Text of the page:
The WPI community has been walking by the future home of the Foisie Innovation Studio and Messenger Residence Hall since ground was broken in August 2016. Much progress has been made on the site, and during the sunny afternoon of February 23 the community gathered on the Quad to celebrate a milestone in the new building’s construction: a traditional topping-off ceremony where a ceremonial steel beam was lifted into place, signifying the completion of the building’s steel “skeleton.”
Before the ceremony, all members of the WPI community were invited to stop by the Quad and sign the ceremonial beam—hundreds turned out over the course of the afternoon to leave their mark and be a part of WPI history. Many more students, faculty, staff, and visitors gathered later in the day for the topping-off ceremony, which included remarks from President Laurie Leshin, Worcester Mayor Joe Petty, and WPI Board chair Jack Mollen.
With roots in Scandinavia, the traditional topping-off ceremony consists of workers placing a tree on top of a building’s final beam in order to appease tree-dwelling spirits who may have been displaced in the building’s construction. In accordance with this tradition, a tree and an American flag were secured to the final beam of the Foisie Innovation Studio.
“I just would like to point out that this is our Strategic Plan, coming out of the ground right here. The Foisie Innovation Studio is really a critical component of our strategy going forward. It is a physical home for the WPI Plan in its modern incarnation,” Leshin told the gathering. “This resource will become a hub for our entire campus, and one that really highlights the extraordinary history of WPI through the WPI Plan, as well as positioning us for an innovative future.”
Before the beam began its ascent, Mollen explained the impact of Alumni Gym, which had stood for a century on the space where Foisie will reside, saying that, “This space and the building that was on it really touched so many lives of so many WPI alumni, so it was very hard to think about what we can do next. But as we talked through it, worked through it, talked to the alumni, they wanted to make sure that space was important to the next generation of lives at WPI.”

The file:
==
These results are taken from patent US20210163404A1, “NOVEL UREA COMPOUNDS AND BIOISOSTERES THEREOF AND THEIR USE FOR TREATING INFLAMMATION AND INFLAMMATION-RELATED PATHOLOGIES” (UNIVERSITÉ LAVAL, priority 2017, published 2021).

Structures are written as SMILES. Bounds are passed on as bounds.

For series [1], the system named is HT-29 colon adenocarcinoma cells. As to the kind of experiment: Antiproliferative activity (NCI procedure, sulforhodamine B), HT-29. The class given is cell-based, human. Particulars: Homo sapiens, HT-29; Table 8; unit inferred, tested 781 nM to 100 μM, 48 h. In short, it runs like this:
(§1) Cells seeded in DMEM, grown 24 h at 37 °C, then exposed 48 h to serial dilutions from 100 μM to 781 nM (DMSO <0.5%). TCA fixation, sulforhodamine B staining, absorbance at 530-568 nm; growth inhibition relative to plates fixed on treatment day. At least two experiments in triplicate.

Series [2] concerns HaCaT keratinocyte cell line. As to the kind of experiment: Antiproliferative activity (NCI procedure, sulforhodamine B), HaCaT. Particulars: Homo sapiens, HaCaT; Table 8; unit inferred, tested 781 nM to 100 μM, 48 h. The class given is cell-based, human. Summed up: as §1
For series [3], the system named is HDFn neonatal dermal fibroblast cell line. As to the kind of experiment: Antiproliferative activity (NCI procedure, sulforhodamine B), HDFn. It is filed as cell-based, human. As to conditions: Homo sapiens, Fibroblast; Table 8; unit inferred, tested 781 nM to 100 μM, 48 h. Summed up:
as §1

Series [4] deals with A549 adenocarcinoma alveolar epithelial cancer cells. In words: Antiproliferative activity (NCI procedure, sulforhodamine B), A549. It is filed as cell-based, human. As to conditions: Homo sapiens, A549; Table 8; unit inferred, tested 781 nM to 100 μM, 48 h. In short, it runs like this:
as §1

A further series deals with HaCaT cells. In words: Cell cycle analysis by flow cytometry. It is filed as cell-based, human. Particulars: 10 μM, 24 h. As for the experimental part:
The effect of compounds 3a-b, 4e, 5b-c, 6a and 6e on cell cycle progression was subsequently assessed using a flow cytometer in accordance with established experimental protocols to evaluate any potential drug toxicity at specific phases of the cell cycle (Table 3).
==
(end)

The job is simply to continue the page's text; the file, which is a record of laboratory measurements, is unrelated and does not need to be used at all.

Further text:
Mayor Petty also praised WPI for its innovative approach to technological education, saying that he “can only imagine the innovation that’ll soon be taking place in this building.”
Over the past few years, more than $18 million has been raised to help make the Foisie Innovation Studio a reality, including $3 million from the George I. Alden Trust. That $3 million was a product of the Alden Trust Challenge, which challenged WPI alumni to raise $9 million in 18 months, and inspired over 1,300 donors to contribute to the cause.
The Foisie Innovation Studio will house two floors of classrooms, laboratories, and offices, as well as three floors of living space for 140 students. The next phase in the construction process can now begin, and WPI is one step closer to a new area on campus for students to do what they do best—innovate, create, and make a tangible difference in the world.
In Mollen’s words, “We’ll see you all in 18 months when we open the doors.”
- By Allison Racicot